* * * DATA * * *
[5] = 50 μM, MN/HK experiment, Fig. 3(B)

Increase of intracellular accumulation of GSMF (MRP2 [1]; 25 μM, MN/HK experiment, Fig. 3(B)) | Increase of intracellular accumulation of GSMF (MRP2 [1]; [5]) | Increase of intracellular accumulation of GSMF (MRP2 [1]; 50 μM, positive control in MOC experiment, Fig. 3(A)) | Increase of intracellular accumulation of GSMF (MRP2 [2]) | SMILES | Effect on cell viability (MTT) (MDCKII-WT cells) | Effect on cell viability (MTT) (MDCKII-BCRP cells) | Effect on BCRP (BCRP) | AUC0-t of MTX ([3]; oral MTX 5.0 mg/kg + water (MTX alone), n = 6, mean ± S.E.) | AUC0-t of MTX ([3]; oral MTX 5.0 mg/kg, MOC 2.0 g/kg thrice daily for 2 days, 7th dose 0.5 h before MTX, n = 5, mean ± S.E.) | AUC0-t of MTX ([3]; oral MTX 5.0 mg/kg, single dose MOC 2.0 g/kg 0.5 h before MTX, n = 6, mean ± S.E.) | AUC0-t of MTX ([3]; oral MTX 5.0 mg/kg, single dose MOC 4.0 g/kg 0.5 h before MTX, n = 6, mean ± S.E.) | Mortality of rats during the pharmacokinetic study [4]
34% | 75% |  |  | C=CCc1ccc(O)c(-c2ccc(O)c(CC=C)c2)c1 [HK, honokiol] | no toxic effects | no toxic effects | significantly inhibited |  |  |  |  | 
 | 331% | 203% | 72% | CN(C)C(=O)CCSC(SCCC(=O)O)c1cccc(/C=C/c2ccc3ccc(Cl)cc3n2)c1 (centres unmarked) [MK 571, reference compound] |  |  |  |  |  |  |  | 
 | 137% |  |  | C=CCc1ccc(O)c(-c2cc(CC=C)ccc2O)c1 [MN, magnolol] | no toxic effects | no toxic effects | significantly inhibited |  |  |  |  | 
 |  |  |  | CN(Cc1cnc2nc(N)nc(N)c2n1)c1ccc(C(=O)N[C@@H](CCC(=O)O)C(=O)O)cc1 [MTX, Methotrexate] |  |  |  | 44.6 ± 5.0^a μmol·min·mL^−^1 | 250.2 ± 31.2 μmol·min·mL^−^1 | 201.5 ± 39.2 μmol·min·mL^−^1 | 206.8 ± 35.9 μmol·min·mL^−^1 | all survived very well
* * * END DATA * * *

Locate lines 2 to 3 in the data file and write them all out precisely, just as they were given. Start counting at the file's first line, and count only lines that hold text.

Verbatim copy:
Increase of intracellular accumulation of GSMF (MRP2 [1]; 25 μM, MN/HK experiment, Fig. 3(B)) | Increase of intracellular accumulation of GSMF (MRP2 [1]; [5]) | Increase of intracellular accumulation of GSMF (MRP2 [1]; 50 μM, positive control in MOC experiment, Fig. 3(A)) | Increase of intracellular accumulation of GSMF (MRP2 [2]) | SMILES | Effect on cell viability (MTT) (MDCKII-WT cells) | Effect on cell viability (MTT) (MDCKII-BCRP cells) | Effect on BCRP (BCRP) | AUC0-t of MTX ([3]; oral MTX 5.0 mg/kg + water (MTX alone), n = 6, mean ± S.E.) | AUC0-t of MTX ([3]; oral MTX 5.0 mg/kg, MOC 2.0 g/kg thrice daily for 2 days, 7th dose 0.5 h before MTX, n = 5, mean ± S.E.) | AUC0-t of MTX ([3]; oral MTX 5.0 mg/kg, single dose MOC 2.0 g/kg 0.5 h before MTX, n = 6, mean ± S.E.) | AUC0-t of MTX ([3]; oral MTX 5.0 mg/kg, single dose MOC 4.0 g/kg 0.5 h before MTX, n = 6, mean ± S.E.) | Mortality of rats during the pharmacokinetic study [4]
34% | 75% |  |  | C=CCc1ccc(O)c(-c2ccc(O)c(CC=C)c2)c1 [HK, honokiol] | no toxic effects | no toxic effects | significantly inhibited |  |  |  |  | 